The Lord enjoins every one of us, in all the actions of life, to have respect to our own calling. He knows the boiling restlessness of the human mind, the fickleness with which it is borne hither and thither, its eagerness to hold opposites at one time in its grasp, its ambition. Therefore, lest all things should be thrown into confusion by our folly and rashness, he has assigned distinct duties to each in the different modes of life. And that no one may presume to overstep his proper limits, he has distinguished the different modes of life by the name of callings. Every man’s mode of life, therefore, is a kind of station assigned him by the Lord, that he may not be always driven about at random. So necessary is this distinction, that all our actions are thereby estimated in his sight, and often in a very different way from that in which human reason or philosophy would estimate them. There is no more illustrious deed even among philosophers than to free one’s country from tyranny, and yet the private individual who stabs the tyrant is openly condemned by the voice of the heavenly Judge. But I am unwilling to dwell on particular examples; it is enough to know that in every thing the call of the Lord is the foundation and beginning of right action. He who does not act with reference to it will never, in the discharge of duty, keep the right path. He will sometimes be able, perhaps, to give the semblance of something laudable, but whatever it may be in the sight of man, it will be rejected before the throne of God; and besides, there will be no harmony in the different parts of his life. Hence, he only who directs his life to this end will have it properly framed; because free from the impulse of rashness, he will not attempt more than his calling justifies, knowing that it is unlawful to overleap the prescribed bounds. He who is obscure will not decline to cultivate a private life, that he may not desert the post at which God has placed him. Again, in all our cares, toils, annoyances, and other burdens, it will be no small alleviation to know that all these are under the superintendence of God. The magistrate will more willingly perform his office, and the father of a family confine himself to his proper sphere. Every one in his particular mode of life will, without repining, suffer its inconveniences, cares, uneasiness, and anxiety, persuaded that God has laid on the burden. This, too, will afford admirable consolation, that in following your proper calling, no work will be so mean and sordid as not to have a splendor and value in the eye of God. (Calvin, Institutes of the Christian Religion, III.10.6)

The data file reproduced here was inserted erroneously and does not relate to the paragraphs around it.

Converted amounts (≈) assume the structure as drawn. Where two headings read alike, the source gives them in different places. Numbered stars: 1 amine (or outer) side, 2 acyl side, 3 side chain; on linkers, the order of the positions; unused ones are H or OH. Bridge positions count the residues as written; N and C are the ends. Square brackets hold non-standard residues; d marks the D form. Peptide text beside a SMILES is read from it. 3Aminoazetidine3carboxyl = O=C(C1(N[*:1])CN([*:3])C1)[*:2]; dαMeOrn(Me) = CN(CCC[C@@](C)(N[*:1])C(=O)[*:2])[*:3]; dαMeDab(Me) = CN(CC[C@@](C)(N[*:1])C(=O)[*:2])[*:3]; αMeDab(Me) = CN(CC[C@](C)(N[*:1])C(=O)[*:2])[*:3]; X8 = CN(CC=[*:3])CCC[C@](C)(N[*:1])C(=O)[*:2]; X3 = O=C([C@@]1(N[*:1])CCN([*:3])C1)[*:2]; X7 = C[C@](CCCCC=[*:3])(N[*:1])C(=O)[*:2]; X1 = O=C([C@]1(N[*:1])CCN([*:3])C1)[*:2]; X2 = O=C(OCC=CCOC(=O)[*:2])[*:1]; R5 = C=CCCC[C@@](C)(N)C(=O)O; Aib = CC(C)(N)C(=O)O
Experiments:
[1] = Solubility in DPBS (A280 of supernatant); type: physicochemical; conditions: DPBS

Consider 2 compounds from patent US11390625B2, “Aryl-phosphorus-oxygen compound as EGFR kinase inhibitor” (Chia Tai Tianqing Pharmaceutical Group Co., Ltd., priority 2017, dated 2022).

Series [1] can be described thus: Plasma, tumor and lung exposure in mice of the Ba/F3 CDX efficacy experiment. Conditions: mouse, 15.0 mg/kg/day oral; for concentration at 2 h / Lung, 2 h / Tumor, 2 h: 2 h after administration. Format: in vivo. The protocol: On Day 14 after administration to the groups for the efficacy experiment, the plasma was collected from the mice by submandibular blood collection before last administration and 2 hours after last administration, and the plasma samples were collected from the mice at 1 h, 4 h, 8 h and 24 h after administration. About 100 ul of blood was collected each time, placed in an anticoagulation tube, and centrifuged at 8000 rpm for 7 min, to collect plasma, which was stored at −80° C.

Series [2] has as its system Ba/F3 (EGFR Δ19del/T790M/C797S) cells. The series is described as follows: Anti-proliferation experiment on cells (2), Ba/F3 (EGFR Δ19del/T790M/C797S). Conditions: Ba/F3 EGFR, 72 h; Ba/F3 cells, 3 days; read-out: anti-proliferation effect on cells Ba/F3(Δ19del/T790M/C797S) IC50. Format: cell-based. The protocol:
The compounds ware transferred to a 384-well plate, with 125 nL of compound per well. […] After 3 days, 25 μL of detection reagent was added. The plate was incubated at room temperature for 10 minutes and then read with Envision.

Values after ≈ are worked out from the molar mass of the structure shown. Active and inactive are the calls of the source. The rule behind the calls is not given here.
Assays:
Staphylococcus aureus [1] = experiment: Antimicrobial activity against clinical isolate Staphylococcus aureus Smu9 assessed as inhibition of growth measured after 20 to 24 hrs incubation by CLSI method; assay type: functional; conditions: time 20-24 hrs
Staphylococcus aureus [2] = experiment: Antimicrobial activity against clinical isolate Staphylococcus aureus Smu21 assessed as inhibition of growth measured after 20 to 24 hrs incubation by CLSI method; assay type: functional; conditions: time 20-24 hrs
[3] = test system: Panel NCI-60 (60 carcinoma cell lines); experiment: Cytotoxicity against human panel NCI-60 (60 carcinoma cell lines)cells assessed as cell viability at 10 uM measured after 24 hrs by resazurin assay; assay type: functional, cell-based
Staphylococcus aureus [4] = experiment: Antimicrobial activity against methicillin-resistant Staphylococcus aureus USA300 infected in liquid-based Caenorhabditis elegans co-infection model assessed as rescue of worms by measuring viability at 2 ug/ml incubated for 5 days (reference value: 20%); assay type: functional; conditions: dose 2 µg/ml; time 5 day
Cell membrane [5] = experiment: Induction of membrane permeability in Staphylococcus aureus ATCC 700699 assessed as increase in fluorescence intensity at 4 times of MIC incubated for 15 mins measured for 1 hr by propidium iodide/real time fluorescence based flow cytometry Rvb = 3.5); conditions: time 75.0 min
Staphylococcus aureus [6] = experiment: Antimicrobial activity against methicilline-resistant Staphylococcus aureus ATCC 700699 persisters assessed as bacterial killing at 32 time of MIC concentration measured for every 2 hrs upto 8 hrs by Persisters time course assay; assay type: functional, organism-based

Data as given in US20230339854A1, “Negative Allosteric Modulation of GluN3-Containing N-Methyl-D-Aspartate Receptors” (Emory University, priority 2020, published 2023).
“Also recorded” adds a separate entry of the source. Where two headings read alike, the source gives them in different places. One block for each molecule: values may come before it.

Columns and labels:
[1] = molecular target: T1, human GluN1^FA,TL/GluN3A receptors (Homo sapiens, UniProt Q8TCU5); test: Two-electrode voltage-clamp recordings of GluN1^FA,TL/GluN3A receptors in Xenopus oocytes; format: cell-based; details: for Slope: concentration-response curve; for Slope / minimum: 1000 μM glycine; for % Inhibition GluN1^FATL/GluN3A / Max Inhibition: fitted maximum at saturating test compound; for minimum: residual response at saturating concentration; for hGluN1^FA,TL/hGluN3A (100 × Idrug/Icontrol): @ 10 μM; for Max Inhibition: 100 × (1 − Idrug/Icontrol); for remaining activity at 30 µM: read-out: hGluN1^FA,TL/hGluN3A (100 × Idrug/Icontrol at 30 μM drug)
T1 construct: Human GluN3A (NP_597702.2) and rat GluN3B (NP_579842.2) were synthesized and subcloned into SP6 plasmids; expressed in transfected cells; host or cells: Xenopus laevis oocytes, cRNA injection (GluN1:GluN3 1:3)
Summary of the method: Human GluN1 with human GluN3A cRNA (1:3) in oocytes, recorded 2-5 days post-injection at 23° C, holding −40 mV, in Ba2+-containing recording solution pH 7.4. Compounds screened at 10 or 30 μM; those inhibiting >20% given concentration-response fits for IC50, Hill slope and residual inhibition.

HT: Rich Lusk
Paul views the by-pistis path (the allegiance path) as fundamentally different than the by-works-of-law path, even though both avenues equally demand good works for final salvation. One path succeeds through Holy Spirit-infused union with Jesus the Messiah; the other fails. Good deeds are required for salvation even though (apart from allegiance to Jesus the king) they are not on their own in the least bit meritorious. Nor can the good deeds necessary for salvation be enumerated or definitively prescribed as part of a salvation system without running afoul of Paul’s teaching here. Pistis alone counts—loyalty to Jesus that is pragmatically expressed in obedient and willing service to him as the king. (Matthew Bates, Salvation by Allegiance Alone, 121-122)
Our family caroled with some friends in downtown Fuquay last night.
The debate between credobaptists and paedobaptists is not so much a debate over what baptism is, as it is a debate over the nature of the church, the body, the covenant, the kingdom. Do the body and kingdom consist only of those who are beyond a certain point of intellectual development? In a sense, quite the opposite (Mark 10:15, Luke 18:17).
A key scripture for this debate is the prophet Jeremiah’s description of the new covenant in Jeremiah 31, and as quoted in Hebrews 8 and 10. This passage is often taken to imply that the new covenant is not just a new covenant but a new species of covenant: that its membership is fashioned spiritually, by faith; rather than naturally, by birth. This is a distinction that does not hold water, however: there are natural blessings in the new covenant; and salvation in the old covenants was by faith, grace, and through Jesus just as much as in the new. Moreover, as I have argued previously, Jeremiah 31 cannot be taken to mean that the new covenant excludes children; the opposite reading makes far better sense of the context and of related passages.